Three questions about fire hydrants:?

If one of the arms has its plug unscrewed and there is a hole there does this mean the hydrant is not connected to a water main?

Why would a hydrant in a residential neighborhood be disconnected? I assume that the houses in the neighborhood need fire protection just as much as they did when the hydrant was put in. And if the hydrant was an eyesore, why leave it there after it was disconnected from the water source?

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  • 1 decade ago
    Favorite Answer

    On a dry-barrel hydrant (most common in Northern US, or anywhere that temperatures get to freezing level) all the caps can be off and / or there can be a hole in the barrel, and no water will flow unless the hydrant is turned on via the valve at the top. Of course, if there's a hole in the barrel, this would most likely not be used in the event of a fire. If the caps are off, a quick inspection for potential hazards would probably occur, but then it can be hooked up and used.

    In warmer climates, where wet-barrel hydrants are the norm, to see one minus a steamer cap wouldn't automatically rule it out as useful, but a hole in the barrel would most likely be a water leak.

    When in doubt, call your local water utility (blue pages in the phone book, not 911 please) and report the hydrant. They will send someone to check on it.

    Generally, fire departments try to test and inspect their hydrants regularly, and some even paint, lubricate, and maintain them, as well as controlling growth around them. In some areas, this is also handled by the water utility. In others, it is shared by both.

    If there is in fact a hole in the barrel, and it is a wet-barrel hydrant, it may have been isolated to stop/prevent a water leak from occuring. Just because you don't see water flowing, though, doesn't mean the hydrant isn't in service.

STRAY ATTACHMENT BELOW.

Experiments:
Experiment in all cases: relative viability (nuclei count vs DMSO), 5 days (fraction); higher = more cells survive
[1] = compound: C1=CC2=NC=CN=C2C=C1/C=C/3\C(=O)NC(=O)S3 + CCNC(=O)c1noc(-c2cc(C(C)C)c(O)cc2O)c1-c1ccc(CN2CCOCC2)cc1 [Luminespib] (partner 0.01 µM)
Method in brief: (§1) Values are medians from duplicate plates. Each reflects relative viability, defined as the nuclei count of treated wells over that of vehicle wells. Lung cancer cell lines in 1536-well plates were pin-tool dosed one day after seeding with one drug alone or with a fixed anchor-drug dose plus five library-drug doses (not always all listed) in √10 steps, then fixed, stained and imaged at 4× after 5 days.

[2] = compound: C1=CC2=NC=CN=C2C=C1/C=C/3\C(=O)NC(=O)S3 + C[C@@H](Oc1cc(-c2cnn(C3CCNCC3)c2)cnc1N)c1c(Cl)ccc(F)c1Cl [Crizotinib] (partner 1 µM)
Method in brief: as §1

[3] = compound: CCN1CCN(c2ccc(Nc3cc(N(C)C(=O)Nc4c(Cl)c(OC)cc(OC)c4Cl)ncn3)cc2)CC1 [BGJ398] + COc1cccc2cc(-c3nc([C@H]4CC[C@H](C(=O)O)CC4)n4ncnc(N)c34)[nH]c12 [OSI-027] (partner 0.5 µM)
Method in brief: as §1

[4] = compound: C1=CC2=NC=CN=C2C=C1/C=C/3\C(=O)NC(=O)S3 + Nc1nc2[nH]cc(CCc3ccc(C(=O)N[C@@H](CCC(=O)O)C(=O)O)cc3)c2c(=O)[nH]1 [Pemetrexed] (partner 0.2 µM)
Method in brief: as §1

• 1 decade ago

    There are two valves that control water flow to a fire hydrant. One is on top of the hydrant and the other is within a few feet and is generally used for maintenance purposes in case the hydrant needs to be removed. No water exits the hydrant until a valve is opened.

  • Anonymous
    1 decade ago

    There is a ball valve located upstream of the hydrant used as an isolation valve and used in case a vehicle runs into the hydrant.That valve is off probably because the hydrant is leaking and can be easily turned on if needed.

  • Anonymous
    1 decade ago

    If the plug is off you still have to turn the top with a wrench to turn on the water, call your local fire dept and tell them they will have it checked out a non-working fire hydrant should always be covered with a black trash bag or removed so if there is a fire the FD doesn't waste their time trying to use it.

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  • CGIV76
    Lv 7
    1 decade ago

    1. No, someone just removed the cap

    2. It's not disconnected

    3. The hydrant is fine, and it is not going to be removed.

    Source(s): Me, retired Police Officer
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